Star Wars is and always has been an underdog story. An action-packed intergalactic odyssey about small legions of rebels rising against seemingly insurmountable adversaries, Star Wars is rooted in an idea of hope against all odds, and you don’t need C3P0 on hand to butt in for that calculation. After the politically-charged prequels, The Force Awakens (and Rogue One) returned to this central conceit of a Sisyphusian struggle – toil in the face of utter improbability – depicting new characters taking their turn against a tyrannical empire, its limitless armada and impossibly supercharged firepower and with Star Wars: The Last Jedi, hope has never seemed so out of reach and victory so unachievable.
Starting back on the cliff that J.J. Abrams hung his last shot (in the most on-the-nose cliffhanger of the century), The Last Jedi picks up exactly where The Force Awakens left off. The new-fangled core trio of Rey (Daisy Ridley), Fin (John Boyega) and Poe (Oscar Isaac) are as splintered as its legacy characters, of whom Han is now no more. As Fin recovers from battle wounds sustained in the prior chapter, Poe finds himself back in the cockpit proving his title as the “Rebellion’s best pilot” but taking unnecessary risks for the sake of macho heroics, think Luke running his T-16 down Beggar’s Canyon chipping at romp rats, much to General Leia Organa’s (Carrie Fischer) chagrin. Meanwhile Rey tries to convince a cantankerous and unwilling Luke Skywalker (Mark Hamill) to give her some much needed training in the ways of the Force so that she can face down Sith patricide Kylo Ren (Adam Driver).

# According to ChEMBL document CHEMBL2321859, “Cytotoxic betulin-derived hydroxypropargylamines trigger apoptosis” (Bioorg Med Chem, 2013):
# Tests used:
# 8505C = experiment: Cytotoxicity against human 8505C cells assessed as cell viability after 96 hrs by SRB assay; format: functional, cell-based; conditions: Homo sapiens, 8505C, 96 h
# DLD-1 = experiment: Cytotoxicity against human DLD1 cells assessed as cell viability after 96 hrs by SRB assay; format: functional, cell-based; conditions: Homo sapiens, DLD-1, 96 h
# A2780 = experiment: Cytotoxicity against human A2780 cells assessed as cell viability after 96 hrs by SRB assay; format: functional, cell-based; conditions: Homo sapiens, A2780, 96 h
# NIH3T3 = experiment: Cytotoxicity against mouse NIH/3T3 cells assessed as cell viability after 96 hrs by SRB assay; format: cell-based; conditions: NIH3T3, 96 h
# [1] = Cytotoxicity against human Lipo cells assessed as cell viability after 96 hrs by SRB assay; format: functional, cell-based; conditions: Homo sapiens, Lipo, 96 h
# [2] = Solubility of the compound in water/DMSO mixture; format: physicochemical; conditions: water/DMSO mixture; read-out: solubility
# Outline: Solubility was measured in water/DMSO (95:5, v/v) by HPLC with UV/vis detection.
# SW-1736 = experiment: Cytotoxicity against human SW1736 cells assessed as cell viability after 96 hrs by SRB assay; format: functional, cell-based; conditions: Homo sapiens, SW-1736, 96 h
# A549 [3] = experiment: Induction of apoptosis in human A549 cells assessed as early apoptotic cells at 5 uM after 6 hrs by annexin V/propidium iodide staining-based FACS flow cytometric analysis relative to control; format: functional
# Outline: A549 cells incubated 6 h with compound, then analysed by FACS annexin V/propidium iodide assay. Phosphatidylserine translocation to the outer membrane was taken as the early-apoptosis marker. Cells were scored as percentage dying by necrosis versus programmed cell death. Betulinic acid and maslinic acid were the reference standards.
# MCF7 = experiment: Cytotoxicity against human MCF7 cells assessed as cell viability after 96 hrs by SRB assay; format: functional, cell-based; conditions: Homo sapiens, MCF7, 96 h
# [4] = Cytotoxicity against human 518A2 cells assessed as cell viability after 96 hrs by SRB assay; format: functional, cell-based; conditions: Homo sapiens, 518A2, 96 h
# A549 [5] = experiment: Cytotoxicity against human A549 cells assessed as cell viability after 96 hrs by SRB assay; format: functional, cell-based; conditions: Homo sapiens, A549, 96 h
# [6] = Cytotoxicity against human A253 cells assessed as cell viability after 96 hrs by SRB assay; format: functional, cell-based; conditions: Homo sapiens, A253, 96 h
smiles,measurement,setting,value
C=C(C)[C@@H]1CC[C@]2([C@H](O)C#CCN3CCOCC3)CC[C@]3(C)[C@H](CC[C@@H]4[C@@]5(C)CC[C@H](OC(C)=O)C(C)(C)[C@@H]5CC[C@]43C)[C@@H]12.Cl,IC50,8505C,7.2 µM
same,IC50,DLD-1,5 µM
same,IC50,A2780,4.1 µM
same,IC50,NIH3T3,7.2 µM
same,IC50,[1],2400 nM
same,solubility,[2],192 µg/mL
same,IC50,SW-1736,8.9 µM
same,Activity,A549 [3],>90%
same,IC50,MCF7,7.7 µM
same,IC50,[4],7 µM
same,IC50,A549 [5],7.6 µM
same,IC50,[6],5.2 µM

While The Last Jedi isn’t a mirror image of The Empire Strikes Back in the same way that The Force Awakens was to A New Hope, there are intentional parallels between the sophomoric chapters in these respective trilogies. With Rey training with a reclusive Jedi master on a largely abandoned planet and our other heroes on the run from the Empire’s imposing star fleet, the similarities are obvious. Fortunately, writer/director Rian Johnson (Looper, Brick) exploits our expectations as often as he can, feeding an also decidedly on-the-nose narrative about destroying the past to make way for the new. Though dynamics look similar, beneath the surface Rian is often busy turning the norm on its head and here The Last Jedi succeeds. We see glorious plans end in failure, great hopes dashed and familial reveals that can be painful for all the wrong reasons.